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Sourcefire issues Adobe zero-day patch to block attacks

"Home brew patch," blocks attempts by hackers to exploit an unpatched buffer overflow vulnerability in Adobe Reader 9.

Intrusion detection and prevention vendor Sourcefire Inc. issued a patch for a critical Adobe zero-day vulnerability that is being actively exploited by attackers.
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In a Sourcefire Vulnerability Research Team blog posting Sunday, Lurene Grenier, a Sourcefire senior security researcher, wrote the "home brew patch" works for Adobe Reader 9. Those on Adobe 8 need to upgrade to the latest version to apply the patch.

The patch will block a malicious PDF file returning an "Insufficient data for an image," message. Grenier warned that the patch may not prevent all attacks.

Adobe zero-day flaw:
Attackers target new Adobe zero-day flaw:  Attackers are actively targeting a zero-day flaw in Adobe Acrobat Reader software, according to a warning from Symantec.

On Friday, Symantec Corp. researchers warned that hackers were attempting to exploit an Adobe zero-day buffer overflow vulnerability by spreading malicious PDF files containing the Pidief Trojan. Symantec didn't release infection rates, but said that attacks have been extremely limited in scope, targeting a few senior level executives. The first signs of it appearing in the wild were discovered in Japan.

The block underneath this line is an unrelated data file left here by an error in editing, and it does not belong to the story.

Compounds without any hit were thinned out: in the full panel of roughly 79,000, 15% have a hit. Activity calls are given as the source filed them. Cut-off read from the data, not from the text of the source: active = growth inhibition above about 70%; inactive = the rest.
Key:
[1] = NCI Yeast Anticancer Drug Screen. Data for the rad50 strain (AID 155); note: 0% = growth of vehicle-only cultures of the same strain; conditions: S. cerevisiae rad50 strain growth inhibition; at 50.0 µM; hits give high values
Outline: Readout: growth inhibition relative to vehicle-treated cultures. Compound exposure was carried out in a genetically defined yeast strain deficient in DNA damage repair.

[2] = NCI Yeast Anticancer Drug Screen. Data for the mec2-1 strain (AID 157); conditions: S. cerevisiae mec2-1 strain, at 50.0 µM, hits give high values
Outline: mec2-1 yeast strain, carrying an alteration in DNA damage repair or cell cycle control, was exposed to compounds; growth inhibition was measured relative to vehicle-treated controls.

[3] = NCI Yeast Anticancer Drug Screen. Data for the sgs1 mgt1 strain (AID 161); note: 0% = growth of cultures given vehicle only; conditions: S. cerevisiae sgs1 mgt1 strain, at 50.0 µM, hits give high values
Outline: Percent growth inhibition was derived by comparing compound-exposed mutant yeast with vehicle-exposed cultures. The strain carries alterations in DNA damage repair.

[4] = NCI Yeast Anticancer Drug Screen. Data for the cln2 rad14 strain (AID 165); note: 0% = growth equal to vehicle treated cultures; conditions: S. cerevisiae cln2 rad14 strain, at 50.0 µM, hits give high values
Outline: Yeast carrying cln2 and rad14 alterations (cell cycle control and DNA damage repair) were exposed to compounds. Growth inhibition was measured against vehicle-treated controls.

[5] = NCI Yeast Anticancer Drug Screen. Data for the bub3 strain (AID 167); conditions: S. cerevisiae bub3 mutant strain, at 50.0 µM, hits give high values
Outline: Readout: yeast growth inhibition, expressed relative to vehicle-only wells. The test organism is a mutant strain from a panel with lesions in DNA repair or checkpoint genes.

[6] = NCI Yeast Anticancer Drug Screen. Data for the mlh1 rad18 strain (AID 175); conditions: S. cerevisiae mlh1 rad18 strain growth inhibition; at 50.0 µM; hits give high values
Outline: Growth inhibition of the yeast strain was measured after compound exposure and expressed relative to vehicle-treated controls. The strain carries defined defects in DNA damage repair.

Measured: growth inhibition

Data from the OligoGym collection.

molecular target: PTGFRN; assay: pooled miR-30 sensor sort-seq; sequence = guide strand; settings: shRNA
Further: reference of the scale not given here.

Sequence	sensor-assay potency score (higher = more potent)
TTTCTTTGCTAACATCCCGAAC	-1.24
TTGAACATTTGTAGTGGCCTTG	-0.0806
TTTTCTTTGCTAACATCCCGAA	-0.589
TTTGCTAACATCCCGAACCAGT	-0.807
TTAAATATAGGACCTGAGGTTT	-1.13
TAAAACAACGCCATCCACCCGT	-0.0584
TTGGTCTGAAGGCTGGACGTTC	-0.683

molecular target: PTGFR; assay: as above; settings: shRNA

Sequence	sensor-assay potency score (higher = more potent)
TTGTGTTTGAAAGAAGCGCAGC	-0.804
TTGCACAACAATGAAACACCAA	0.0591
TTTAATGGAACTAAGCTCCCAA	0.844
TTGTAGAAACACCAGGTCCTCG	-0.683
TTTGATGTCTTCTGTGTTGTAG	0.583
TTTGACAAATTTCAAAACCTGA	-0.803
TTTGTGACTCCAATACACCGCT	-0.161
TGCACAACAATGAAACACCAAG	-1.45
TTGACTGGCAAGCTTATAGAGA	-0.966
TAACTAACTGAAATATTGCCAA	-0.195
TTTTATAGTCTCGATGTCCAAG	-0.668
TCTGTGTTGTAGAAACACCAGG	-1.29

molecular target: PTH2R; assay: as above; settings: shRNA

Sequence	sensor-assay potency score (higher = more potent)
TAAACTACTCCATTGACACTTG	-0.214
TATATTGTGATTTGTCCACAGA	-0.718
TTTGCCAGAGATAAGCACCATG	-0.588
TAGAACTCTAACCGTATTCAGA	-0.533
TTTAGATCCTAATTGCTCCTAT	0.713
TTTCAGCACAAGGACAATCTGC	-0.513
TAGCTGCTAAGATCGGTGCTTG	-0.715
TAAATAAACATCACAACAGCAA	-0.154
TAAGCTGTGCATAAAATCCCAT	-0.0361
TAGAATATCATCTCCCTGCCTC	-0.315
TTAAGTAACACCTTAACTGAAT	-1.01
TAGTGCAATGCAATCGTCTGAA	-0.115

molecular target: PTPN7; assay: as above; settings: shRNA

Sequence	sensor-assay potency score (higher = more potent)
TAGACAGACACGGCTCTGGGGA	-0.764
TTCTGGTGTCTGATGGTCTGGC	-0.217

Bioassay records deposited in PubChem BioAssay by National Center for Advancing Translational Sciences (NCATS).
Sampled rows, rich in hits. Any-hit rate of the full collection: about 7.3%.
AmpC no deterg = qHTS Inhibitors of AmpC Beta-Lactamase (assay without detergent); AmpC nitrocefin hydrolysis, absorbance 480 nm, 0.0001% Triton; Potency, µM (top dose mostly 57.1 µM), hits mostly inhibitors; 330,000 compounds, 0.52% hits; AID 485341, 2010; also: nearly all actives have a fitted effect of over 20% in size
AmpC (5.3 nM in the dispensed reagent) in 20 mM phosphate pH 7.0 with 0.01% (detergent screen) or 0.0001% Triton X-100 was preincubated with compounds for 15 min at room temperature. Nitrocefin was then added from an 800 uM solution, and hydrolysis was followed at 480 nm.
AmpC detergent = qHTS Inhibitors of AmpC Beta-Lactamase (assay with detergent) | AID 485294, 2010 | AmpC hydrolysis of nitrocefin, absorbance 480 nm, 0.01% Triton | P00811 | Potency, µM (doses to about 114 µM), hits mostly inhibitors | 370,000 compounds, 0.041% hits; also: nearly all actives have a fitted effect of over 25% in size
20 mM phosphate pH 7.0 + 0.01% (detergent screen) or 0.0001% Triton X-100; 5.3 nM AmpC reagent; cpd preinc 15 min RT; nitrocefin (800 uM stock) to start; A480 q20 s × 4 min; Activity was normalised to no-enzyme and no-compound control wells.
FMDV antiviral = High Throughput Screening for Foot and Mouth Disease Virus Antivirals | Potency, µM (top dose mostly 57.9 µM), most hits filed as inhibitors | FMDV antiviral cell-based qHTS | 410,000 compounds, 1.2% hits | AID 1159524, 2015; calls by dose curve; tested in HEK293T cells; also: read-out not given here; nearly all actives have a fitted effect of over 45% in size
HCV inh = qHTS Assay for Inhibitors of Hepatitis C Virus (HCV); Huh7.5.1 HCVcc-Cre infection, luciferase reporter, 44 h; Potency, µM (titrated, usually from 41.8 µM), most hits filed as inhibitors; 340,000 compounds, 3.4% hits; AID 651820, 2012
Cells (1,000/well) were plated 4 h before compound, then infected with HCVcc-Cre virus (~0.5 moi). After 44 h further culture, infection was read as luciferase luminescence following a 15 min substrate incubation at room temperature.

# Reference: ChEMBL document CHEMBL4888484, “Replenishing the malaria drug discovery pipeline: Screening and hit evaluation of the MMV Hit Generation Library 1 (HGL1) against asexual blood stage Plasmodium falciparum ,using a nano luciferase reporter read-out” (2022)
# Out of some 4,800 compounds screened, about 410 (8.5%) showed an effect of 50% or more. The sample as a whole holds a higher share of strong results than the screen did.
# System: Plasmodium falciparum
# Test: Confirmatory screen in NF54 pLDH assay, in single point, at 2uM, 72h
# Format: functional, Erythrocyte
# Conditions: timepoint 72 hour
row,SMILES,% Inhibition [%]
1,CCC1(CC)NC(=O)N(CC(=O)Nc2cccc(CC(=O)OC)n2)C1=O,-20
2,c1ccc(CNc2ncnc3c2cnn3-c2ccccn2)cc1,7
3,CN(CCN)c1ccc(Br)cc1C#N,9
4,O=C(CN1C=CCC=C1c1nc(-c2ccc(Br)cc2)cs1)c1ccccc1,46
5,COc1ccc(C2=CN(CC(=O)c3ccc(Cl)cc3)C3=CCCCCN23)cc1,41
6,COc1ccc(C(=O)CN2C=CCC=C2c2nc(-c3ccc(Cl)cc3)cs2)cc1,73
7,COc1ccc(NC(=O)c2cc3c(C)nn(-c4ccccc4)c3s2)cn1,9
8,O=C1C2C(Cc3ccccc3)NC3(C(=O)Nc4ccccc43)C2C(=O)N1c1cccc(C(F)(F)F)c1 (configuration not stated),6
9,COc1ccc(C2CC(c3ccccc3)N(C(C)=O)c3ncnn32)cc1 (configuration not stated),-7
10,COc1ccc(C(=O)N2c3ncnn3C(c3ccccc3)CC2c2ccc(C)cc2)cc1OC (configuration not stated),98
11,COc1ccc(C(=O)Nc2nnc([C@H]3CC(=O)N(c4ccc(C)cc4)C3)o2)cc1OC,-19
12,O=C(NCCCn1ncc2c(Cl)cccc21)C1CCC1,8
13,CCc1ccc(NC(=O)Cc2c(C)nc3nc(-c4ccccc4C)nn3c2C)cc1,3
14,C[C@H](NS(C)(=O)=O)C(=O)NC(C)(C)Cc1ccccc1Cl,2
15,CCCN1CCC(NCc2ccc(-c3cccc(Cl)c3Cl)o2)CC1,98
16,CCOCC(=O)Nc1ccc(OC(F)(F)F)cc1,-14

Kevin Haley, director of product management for security response at Symantec, said researchers there were given a sample of the exploit code Feb. 12.

Adobe issued an advisory calling the zero-day flaw critical. The vendor said it plans to release a patch to address the issue by March 11.

"Adobe … recommends that users update their virus definitions and exercise caution when opening files from untrusted sources," the vendor said in its advisory to customers.

In a message to customers Adobe said disabling JavaScript provides protection against currently known attacks. "However, the vulnerability is not in the scripting engine and, therefore, disabling JavaScript does not eliminate all risk." Adobe also listed a number of security and antivirus vendors that protect agains the flaw.

Editor's note: This story was updated to report the latest protection information from Adobe.

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